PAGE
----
Succession and Estate Planing in Thailand


Thai Last Will and Testament 

Living Will

Estate Planning

File a motion to the Thai court

Distribution of the Estate

Thai Notary and Translation


What are the general rules on succession in Thailand?
The general rules are prescribed in the Civil and Commercial Code and the practical outcome with respect to estate distribution is mostly contingent upon whether or not the deceased left a valid will or died without leaving a will (intestate).
What is the position where the deceased does not leave a will?

The Civil and Commercial Code provides that in circumstances where no will is provided (or a will is provided but held invalid), an estate is distributed among what are called ‘statutory heirs.’ There are six classes of statutory heir and each class is entitled to inherit in the following order of preference:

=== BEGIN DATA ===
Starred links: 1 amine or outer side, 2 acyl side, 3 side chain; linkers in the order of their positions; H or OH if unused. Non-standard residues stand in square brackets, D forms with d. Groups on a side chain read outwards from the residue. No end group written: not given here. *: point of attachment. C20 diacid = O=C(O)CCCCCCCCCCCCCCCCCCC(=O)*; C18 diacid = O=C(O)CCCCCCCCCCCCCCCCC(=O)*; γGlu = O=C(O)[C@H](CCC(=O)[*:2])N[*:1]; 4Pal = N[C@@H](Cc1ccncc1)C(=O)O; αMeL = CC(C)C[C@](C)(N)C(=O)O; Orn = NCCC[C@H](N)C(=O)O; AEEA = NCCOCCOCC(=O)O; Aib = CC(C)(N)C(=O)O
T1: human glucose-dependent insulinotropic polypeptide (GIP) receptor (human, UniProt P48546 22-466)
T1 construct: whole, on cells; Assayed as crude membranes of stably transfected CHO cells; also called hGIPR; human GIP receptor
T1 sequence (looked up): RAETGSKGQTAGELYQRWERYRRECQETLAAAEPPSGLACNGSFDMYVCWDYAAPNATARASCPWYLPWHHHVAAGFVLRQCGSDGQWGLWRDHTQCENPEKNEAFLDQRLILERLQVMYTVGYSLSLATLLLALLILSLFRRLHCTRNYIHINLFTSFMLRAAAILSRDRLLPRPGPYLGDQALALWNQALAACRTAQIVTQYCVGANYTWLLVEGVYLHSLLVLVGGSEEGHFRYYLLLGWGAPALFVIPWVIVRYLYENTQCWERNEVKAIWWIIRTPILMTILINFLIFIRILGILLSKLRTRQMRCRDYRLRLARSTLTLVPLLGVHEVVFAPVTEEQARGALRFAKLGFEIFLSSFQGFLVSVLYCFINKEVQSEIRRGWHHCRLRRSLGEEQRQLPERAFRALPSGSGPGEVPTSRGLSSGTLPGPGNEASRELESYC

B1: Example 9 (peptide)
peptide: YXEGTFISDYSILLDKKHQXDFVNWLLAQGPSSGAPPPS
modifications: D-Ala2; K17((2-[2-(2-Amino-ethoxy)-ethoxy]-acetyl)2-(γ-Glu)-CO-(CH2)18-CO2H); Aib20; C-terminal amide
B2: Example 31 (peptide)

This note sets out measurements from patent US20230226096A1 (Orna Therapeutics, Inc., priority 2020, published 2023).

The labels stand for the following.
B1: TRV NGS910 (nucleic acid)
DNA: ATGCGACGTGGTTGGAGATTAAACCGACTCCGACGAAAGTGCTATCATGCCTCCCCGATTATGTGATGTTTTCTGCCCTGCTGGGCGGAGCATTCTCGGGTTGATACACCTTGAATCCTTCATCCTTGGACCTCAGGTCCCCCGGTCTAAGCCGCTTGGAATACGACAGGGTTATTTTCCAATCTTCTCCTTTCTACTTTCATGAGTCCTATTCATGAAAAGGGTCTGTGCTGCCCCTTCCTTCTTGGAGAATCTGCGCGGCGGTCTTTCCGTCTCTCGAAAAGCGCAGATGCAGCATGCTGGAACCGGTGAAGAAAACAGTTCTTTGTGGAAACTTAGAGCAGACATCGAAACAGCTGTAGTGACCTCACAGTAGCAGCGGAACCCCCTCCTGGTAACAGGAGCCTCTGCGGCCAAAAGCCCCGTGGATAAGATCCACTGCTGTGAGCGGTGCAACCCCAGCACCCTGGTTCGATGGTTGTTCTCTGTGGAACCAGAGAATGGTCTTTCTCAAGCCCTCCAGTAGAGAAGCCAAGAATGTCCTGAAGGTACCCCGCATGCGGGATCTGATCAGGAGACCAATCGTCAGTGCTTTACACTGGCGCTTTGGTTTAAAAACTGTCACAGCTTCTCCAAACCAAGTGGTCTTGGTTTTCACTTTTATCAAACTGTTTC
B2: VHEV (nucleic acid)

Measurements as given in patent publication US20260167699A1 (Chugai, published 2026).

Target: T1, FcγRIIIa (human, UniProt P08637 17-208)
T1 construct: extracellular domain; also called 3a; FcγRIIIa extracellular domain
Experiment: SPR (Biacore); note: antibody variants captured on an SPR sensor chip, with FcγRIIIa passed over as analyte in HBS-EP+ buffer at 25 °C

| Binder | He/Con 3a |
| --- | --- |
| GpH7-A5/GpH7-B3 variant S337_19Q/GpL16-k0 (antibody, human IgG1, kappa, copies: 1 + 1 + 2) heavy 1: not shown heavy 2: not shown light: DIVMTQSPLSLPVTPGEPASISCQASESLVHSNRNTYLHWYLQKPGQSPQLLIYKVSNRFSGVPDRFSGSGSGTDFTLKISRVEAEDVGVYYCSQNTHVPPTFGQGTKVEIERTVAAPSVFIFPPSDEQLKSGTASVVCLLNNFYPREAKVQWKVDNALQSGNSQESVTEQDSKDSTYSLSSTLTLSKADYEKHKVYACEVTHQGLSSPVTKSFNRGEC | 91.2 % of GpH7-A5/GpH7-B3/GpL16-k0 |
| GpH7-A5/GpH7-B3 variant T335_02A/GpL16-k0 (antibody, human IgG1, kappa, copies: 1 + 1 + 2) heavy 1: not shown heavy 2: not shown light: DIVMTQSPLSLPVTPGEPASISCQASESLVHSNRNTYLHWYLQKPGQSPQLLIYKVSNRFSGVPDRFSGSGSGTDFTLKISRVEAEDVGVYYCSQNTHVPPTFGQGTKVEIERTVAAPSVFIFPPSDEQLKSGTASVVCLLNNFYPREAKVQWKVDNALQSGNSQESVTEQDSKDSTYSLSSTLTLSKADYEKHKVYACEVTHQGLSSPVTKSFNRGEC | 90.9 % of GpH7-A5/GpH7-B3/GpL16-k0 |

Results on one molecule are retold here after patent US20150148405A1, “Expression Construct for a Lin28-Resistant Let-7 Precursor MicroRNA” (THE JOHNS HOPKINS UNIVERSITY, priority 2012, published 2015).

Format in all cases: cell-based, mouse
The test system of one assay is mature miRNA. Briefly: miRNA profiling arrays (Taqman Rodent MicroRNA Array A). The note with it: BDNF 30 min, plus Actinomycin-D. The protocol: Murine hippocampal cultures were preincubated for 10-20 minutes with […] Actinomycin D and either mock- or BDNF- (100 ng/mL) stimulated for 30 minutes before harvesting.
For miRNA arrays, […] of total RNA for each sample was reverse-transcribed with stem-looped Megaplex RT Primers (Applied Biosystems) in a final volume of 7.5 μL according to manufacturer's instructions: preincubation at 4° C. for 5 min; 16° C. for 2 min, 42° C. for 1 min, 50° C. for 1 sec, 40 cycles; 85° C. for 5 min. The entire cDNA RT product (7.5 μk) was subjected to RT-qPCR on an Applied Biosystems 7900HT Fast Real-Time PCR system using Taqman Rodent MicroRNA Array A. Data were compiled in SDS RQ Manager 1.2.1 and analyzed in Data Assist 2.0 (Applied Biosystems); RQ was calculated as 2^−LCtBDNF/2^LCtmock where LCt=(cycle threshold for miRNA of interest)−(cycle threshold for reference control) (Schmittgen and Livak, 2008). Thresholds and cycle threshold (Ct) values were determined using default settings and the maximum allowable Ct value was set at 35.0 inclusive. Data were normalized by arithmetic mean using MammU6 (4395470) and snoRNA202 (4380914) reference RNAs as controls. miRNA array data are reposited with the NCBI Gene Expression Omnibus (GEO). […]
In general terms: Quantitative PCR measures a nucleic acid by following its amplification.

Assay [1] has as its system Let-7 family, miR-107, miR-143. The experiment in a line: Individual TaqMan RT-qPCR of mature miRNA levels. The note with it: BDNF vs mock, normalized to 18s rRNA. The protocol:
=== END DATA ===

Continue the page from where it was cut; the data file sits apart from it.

• Descendants
  • Parents
  • Brothers and sisters of full blood
  • Brothers and sisters of half blood
  • Grandparents
  • Uncles and Aunts

No heir in any lower class is entitled to inherit in the event an heir of any higher class survives. However, a spouse is treated as a special class entitled to inherit in a proportion that varies between an equal and a full share of any estate dependent upon the existence of the remaining surviving classes in any particular circumstance.

What is the position where the deceased does leave a will?

In circumstances where the deceased left a valid will, an estate will generally devolve on the named beneficiary or beneficiaries. The most straightforward form of will is a simple will where two witnesses are required to be present when the will is executed. This is the type of will we generally recommend to our clients to ensure their wishes are carried out.

In order to be valid, a will primarily must be made by a testator who is:

  • A natural person (as opposed to a juristic person)
  • Not acting under the effects of mistake, duress or fraud
  • 15 years or older